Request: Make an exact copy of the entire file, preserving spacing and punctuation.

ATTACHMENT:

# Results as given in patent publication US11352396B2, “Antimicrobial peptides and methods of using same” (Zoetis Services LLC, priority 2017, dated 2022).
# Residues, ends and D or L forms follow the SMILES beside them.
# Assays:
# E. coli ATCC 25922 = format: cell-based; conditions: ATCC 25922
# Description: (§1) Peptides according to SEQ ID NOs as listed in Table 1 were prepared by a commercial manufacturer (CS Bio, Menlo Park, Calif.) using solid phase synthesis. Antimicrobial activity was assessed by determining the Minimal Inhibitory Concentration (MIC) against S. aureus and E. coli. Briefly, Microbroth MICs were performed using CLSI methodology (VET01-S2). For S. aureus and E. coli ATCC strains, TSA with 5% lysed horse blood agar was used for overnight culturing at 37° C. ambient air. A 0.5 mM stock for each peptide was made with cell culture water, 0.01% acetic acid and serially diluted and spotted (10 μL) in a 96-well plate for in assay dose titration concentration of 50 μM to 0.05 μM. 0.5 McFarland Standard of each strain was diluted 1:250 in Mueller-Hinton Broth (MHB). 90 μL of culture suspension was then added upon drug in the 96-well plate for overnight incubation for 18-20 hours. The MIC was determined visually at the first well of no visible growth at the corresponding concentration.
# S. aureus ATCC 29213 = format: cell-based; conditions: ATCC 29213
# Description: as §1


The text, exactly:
# Results as given in patent publication US11352396B2, “Antimicrobial peptides and methods of using same” (Zoetis Services LLC, priority 2017, dated 2022).
# Residues, ends and D or L forms follow the SMILES beside them.
# Assays:
# E. coli ATCC 25922 = format: cell-based; conditions: ATCC 25922
# Description: (§1) Peptides according to SEQ ID NOs as listed in Table 1 were prepared by a commercial manufacturer (CS Bio, Menlo Park, Calif.) using solid phase synthesis. Antimicrobial activity was assessed by determining the Minimal Inhibitory Concentration (MIC) against S. aureus and E. coli. Briefly, Microbroth MICs were performed using CLSI methodology (VET01-S2). For S. aureus and E. coli ATCC strains, TSA with 5% lysed horse blood agar was used for overnight culturing at 37° C. ambient air. A 0.5 mM stock for each peptide was made with cell culture water, 0.01% acetic acid and serially diluted and spotted (10 μL) in a 96-well plate for in assay dose titration concentration of 50 μM to 0.05 μM. 0.5 McFarland Standard of each strain was diluted 1:250 in Mueller-Hinton Broth (MHB). 90 μL of culture suspension was then added upon drug in the 96-well plate for overnight incubation for 18-20 hours. The MIC was determined visually at the first well of no visible growth at the corresponding concentration.
# S. aureus ATCC 29213 = format: cell-based; conditions: ATCC 29213
# Description: as §1